EU walks fine line on Balkans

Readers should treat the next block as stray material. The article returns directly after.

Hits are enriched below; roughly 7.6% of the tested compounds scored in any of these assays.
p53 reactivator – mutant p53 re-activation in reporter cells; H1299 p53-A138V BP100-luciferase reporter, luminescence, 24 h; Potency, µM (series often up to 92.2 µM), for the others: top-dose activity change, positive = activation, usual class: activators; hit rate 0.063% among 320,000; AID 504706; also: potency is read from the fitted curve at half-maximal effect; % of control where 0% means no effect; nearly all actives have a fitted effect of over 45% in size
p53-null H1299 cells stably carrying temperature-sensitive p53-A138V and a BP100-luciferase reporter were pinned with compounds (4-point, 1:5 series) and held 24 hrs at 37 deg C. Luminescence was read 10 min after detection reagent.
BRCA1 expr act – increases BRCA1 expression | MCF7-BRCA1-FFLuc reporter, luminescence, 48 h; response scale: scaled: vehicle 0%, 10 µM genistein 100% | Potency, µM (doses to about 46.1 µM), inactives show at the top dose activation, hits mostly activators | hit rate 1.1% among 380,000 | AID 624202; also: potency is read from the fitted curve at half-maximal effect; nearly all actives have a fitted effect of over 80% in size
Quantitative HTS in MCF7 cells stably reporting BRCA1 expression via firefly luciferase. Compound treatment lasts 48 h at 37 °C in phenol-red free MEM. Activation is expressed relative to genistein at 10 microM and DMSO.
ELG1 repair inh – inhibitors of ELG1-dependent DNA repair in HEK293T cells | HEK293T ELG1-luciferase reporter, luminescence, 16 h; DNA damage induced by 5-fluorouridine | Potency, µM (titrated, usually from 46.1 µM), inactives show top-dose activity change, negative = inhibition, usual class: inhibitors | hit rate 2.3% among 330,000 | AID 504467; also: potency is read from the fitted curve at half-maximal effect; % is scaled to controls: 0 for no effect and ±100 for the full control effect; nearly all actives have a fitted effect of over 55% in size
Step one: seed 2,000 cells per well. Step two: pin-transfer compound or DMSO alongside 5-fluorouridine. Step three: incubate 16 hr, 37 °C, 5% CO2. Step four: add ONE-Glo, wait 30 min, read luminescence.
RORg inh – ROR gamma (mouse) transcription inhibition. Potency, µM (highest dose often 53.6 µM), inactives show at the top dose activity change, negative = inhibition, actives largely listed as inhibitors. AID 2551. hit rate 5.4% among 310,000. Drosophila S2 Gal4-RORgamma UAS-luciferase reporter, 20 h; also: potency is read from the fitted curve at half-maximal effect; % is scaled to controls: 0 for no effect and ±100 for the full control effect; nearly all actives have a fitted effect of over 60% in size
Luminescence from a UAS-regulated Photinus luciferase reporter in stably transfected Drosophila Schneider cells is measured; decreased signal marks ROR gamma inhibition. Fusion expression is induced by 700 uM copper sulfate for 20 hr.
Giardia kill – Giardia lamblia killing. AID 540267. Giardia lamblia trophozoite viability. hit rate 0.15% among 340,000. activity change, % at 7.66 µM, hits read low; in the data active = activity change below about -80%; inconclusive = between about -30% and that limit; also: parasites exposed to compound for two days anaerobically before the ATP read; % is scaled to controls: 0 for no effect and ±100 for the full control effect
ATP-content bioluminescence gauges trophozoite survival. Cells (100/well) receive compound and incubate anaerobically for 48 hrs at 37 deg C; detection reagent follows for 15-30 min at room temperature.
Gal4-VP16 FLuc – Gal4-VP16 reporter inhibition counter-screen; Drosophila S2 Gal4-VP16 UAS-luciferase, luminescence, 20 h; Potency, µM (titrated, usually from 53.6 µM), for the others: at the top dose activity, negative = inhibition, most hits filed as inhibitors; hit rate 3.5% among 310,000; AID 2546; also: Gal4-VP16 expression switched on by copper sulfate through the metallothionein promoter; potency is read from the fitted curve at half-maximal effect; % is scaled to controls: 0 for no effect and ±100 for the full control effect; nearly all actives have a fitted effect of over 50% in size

VIENNA – European Union foreign ministers will walk a fine line when they meet with their western Balkan colleagues today between telling them the region’s hopes to join the bloc are intact and appeasing enlargement fatigue in the EU. The 25-nation group promised Albania and the countries that emerged from the former Yugoslavia in 2003 – after three Balkan wars in the 1990s – that their future lay in the European Union if they proved serious about economic and political reform. But public opinion in Western Europe has grown skeptical of further enlargement after 10 mainly Eastern European states joined in 2004, and that mood was a factor in the rejection of an EU constitution in France and the Netherlands last year. Austria, hosting the ministers in Salzburg, has put the region, once part of the Austro-Hungarian Empire, at the center of its six-month EU presidency, It argues that the carrot of EU membership is key to promoting reform and reconciliation in the region after the Balkan wars of the 1990s. «The beacon European Union must be held up,» Foreign Minister Ursula Plassnik told a news conference ahead of the EU talks, which began yesterday with discussion of the Middle East. «The European perspective is the fuel for the reform of those societies, and to reiterate that and make it tangible is our common goal,» she said. The European Parliament, France and Germany have said the EU cannot enlarge beyond the pending admission of Romania and Bulgaria until its institutional future, cast into limbo by the French and Dutch votes, is sorted out. Some governments insisted on adding a reference to the Union’s «absorption capacity» in a draft resolution for the Salzburg meeting, a wording that has become code for leaving a loophole to back out of membership pledges to candidate states. «The door to EU membership is kept open, that is the carrot the EU is holding out,» said an Austrian government source. «If you consider the debates about enlargement, the fact that it is doing this can’t be taken for granted.» The EU gave the Former Yugoslav Republic of Macedonia (FYROM) its coveted candidate status in December without setting a date to start accession talks. While qualifying their promises, ministers will keep up the pressure on Albania, Serbia-Montenegro and Bosnia to fight organized crime, combat drug and human trafficking and improve border controls. «It is our common goal during the Austrian presidency to point out the necessities that exist to create more security,» said Plassnik. Austria wants to launch projects for closer cooperation and the joint training of police and border patrols in the region, said Austrian Interior Minister Liese Prokop. «We want to export security in order to import security,» she said. But any progress on easing visa requirements, a key concern of the countries, would only come step by step, and country by country, and in a way that could always be reversed. Serbia in particular was warned by the EU last week that its talks on closer association may be put on ice if it fails to bring war crimes fugitive Ratko Mladic, the former Bosnian-Serb military commander charged with genocide over the 1995 Srebrenica massacre, to justice by the end of March. Serbia is also struggling with Montenegro’s possible departure from the countries’ union after a referendum in May, and with talks on the future status of its Kosovo province after a bloody conflict between ethnic Albanians and Serbs. «We are aware that the Serbs are getting a lot of stick at the moment,» said the Austrian source. «But we can’t spare them the Mladic issue. That’s something we have to ask them for.»